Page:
The best parts of “Bodied” put those questions under a microscope and examine them through varied prisms of life experience. These are represented by the multicultural bomber crew that orbits Behn, including zaftig Black female rapper Devine Write (Shoniqua Shandai); Latinx rapper Che Corleone (Walter Perez), who’s as horny as he is loquacious; and Maya, who tags along until the rancid atmosphere makes her sick. A subplot finds Devine and Che bonding over how tired they are of their adversaries’ racist and sexist material, then coming up with a smart way to mock them in the arena. Adam and Behn continue their conversations about whether a the n-word is defused if a Black man uses it, and if it’s marginally more acceptable for an Asian or Latinx rapper to use it. “There’s a difference between using the word and referencing the word,” Behn warns Adam. But who gets to decide when the line's been crossed?
At one point, “Bodied” pits Behn against a towering white rapper who spews bigoted slurs that are too gleeful to be dismissed as being “in character.” It's clear he's exploiting a loophole that allows him to shout racist things at nonwhite people without getting punched in the face. But is the problem his ideas, or his loutish presentation? When Adam goes in the ring and makes jokes about Asians having slanted eyes and eating dogs, is it permissible because he's a shrimpy academic who puts giant inflatable air quotes around the racism, and makes sure to let everyone know it’s a put-on? Do nonwhite rappers get a pass for racist tropes, and if so, why? What about straight men who use homophobic or gendered insults? And what of the drive to humiliate and dominate, a pastime that crosses experiential lines?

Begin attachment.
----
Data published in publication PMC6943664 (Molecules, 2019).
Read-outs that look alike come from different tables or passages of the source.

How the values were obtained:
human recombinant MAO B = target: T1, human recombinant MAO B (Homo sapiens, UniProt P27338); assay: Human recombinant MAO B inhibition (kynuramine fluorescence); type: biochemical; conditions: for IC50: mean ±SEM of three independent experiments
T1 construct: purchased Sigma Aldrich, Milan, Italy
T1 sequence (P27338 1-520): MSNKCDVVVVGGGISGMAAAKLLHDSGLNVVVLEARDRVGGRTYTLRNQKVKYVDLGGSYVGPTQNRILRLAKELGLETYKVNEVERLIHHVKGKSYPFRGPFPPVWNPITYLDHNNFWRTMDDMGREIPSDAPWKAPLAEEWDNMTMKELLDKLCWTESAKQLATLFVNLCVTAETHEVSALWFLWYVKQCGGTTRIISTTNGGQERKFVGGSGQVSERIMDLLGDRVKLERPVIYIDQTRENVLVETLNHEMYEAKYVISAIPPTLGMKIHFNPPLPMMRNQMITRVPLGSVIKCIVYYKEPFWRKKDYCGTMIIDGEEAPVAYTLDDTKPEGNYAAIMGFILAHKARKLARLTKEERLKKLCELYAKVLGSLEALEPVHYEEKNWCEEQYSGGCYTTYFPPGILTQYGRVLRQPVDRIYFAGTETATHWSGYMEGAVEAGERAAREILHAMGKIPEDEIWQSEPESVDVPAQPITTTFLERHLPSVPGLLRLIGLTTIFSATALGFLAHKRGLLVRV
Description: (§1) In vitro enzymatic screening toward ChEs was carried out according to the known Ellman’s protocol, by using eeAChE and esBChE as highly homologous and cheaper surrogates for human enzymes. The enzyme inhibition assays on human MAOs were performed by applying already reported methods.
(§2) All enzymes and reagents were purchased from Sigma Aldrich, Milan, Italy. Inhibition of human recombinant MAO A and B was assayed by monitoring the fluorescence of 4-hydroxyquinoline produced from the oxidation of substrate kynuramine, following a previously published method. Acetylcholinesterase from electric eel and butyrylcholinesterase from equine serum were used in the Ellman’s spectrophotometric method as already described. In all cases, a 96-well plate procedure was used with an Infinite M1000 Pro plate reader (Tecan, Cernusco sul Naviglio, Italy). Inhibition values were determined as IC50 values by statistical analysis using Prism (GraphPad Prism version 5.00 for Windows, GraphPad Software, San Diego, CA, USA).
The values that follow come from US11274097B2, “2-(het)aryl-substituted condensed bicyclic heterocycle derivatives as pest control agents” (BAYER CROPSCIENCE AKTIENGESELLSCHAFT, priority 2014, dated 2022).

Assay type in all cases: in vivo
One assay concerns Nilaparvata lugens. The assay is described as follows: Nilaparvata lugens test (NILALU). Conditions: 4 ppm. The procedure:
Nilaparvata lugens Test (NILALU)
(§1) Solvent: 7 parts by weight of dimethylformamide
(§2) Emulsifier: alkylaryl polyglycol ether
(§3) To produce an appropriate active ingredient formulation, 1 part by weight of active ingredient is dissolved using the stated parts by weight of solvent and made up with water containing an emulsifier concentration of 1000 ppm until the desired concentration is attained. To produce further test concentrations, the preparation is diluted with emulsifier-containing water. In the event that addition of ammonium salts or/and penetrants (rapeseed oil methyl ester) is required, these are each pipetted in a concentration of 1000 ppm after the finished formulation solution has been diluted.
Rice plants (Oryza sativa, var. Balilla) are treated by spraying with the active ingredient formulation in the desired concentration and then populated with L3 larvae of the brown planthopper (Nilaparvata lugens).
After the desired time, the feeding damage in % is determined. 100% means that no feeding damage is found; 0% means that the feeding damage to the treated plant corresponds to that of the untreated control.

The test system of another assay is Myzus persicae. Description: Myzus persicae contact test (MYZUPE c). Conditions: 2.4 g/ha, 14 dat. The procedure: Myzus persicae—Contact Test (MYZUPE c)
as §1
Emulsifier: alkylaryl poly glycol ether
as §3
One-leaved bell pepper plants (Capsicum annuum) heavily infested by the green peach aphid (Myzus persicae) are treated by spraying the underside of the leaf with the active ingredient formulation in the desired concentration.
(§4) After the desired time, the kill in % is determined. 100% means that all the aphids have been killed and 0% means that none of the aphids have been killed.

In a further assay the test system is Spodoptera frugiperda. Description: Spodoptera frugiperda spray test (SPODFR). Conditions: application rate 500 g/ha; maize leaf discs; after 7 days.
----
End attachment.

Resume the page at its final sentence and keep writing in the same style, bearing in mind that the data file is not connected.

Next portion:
“I don’t see how anybody could be a good person when they spend all of their time thinking of horrible things to say about someone,” Maya tells Adam in the very first scene. It’s one of many moments where a character that other films would treat as a killjoy turns out to be a righteous person who's asking valid questions. Maya gets skewered in “Bodied," a film that reserves special ire for posturing campus leftists. She’s a snarky vegan who distinguishes between Tupac and Assata Shakur, then shudders at the sight of a homeless Black man sleeping on a bench. But just when you’re about to write her off as the usual no-fun girlfriend, you realize Adam is guilty of every sin she accuses him of committing, from exoticizing Black men and parroting sexist and homophobic language to acting as if slurs magically turn harmless when you wave the wand of "performance" over them. Adam never gives himself a rap name in “Bodied,” but another character's unsolicited label suits him: MC Microaggression.
The most impressive things about “Bodied” are its control of tone and pace, its love of language, and its comfort with every kind of humor. It boasts intellectualized wordplay that fuses poetry and rap with Shakespearean constructions in which language examines itself. But it also has double-takes, pratfalls, eruptions of cartoonish rage and fear, and sight gags that amplify scenes that were already funny, as when our heroes check out a skid row motel while trying not to seem nervous: Kahn cuts to a man peeing on the sidewalk, a junkie shooting up, and an obviously fake giant waterbug scuttling across the check-in desk not once, but twice. It’s Abbott and Costello on Skid Row.
Larsen’s script gets high on its own supply, letting Adam make like Neo in the “Matrix” trilogy and challenge nonwhite masters for dominance in an art he's barely begun to practice. Both Adam and the script that tells his story have a killer instinct for the delusions of every character, regardless of race, class or gender; but when the time comes to stop drawing blood with knife flicks, turn the blade inward and plunge it deep, "Bodied" chokes. Still, scene for scene, this is a remarkable film, superbly acted, directed, photographed and edited, thought provoking but unpretentious. It holds a mirror up to itself as well as to hip-hop culture, and stares until it blinks.